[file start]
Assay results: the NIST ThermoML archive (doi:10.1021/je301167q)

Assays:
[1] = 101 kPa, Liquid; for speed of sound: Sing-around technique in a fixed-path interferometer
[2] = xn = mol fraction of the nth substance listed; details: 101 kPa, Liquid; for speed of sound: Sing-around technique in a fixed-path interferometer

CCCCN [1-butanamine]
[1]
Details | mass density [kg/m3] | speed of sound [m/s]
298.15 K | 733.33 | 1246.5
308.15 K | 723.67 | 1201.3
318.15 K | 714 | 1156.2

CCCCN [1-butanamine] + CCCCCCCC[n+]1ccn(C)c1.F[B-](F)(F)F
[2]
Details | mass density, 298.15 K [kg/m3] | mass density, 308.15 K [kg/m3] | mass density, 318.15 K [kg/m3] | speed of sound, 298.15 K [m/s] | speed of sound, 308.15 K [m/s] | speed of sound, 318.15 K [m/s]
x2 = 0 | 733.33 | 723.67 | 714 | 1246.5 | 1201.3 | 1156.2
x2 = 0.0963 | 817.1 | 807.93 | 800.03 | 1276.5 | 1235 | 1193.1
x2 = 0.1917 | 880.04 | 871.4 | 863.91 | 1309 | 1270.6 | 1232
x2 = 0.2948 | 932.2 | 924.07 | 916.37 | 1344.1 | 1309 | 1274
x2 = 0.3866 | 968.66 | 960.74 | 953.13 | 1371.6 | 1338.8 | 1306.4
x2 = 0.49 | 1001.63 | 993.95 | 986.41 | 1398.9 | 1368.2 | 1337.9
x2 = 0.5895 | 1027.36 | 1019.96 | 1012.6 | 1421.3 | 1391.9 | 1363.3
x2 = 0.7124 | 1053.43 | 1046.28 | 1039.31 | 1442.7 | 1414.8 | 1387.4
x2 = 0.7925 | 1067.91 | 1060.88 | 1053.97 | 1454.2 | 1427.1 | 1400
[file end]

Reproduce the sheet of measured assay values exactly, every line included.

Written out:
Assay results: the NIST ThermoML archive (doi:10.1021/je301167q)

Assays:
[1] = 101 kPa, Liquid; for speed of sound: Sing-around technique in a fixed-path interferometer
[2] = xn = mol fraction of the nth substance listed; details: 101 kPa, Liquid; for speed of sound: Sing-around technique in a fixed-path interferometer

CCCCN [1-butanamine]
[1]
Details | mass density [kg/m3] | speed of sound [m/s]
298.15 K | 733.33 | 1246.5
308.15 K | 723.67 | 1201.3
318.15 K | 714 | 1156.2

CCCCN [1-butanamine] + CCCCCCCC[n+]1ccn(C)c1.F[B-](F)(F)F
[2]
Details | mass density, 298.15 K [kg/m3] | mass density, 308.15 K [kg/m3] | mass density, 318.15 K [kg/m3] | speed of sound, 298.15 K [m/s] | speed of sound, 308.15 K [m/s] | speed of sound, 318.15 K [m/s]
x2 = 0 | 733.33 | 723.67 | 714 | 1246.5 | 1201.3 | 1156.2
x2 = 0.0963 | 817.1 | 807.93 | 800.03 | 1276.5 | 1235 | 1193.1
x2 = 0.1917 | 880.04 | 871.4 | 863.91 | 1309 | 1270.6 | 1232
x2 = 0.2948 | 932.2 | 924.07 | 916.37 | 1344.1 | 1309 | 1274
x2 = 0.3866 | 968.66 | 960.74 | 953.13 | 1371.6 | 1338.8 | 1306.4
x2 = 0.49 | 1001.63 | 993.95 | 986.41 | 1398.9 | 1368.2 | 1337.9
x2 = 0.5895 | 1027.36 | 1019.96 | 1012.6 | 1421.3 | 1391.9 | 1363.3
x2 = 0.7124 | 1053.43 | 1046.28 | 1039.31 | 1442.7 | 1414.8 | 1387.4
x2 = 0.7925 | 1067.91 | 1060.88 | 1053.97 | 1454.2 | 1427.1 | 1400